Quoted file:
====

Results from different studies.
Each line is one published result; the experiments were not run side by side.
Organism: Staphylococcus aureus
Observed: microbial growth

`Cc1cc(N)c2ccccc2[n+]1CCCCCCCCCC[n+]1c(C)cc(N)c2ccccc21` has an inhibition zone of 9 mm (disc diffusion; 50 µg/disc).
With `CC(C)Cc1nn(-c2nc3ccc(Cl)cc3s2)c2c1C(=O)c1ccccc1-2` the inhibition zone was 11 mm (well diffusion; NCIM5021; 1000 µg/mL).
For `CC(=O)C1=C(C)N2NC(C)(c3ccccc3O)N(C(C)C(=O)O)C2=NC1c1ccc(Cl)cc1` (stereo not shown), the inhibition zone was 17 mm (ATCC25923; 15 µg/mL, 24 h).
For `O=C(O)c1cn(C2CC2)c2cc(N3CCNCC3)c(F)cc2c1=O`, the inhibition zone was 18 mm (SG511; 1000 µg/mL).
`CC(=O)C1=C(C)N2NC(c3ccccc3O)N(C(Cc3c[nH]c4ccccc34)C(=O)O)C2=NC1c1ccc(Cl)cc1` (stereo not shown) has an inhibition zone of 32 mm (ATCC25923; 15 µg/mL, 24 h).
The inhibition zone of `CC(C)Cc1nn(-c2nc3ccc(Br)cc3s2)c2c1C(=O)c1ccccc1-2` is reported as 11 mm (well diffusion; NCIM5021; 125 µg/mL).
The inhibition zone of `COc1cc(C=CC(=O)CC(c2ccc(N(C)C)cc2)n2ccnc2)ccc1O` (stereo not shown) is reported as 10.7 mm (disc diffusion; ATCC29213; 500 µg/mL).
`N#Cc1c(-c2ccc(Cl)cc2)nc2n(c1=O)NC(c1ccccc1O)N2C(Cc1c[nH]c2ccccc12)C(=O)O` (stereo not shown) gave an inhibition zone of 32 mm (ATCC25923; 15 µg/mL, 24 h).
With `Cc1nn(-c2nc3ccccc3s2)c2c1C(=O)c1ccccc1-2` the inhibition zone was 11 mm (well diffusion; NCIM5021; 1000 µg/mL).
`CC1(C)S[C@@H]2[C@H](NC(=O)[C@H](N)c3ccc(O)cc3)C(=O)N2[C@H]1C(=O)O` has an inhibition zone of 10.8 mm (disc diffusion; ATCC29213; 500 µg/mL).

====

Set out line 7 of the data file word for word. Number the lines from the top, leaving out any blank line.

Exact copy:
For `CC(=O)C1=C(C)N2NC(C)(c3ccccc3O)N(C(C)C(=O)O)C2=NC1c1ccc(Cl)cc1` (stereo not shown), the inhibition zone was 17 mm (ATCC25923; 15 µg/mL, 24 h).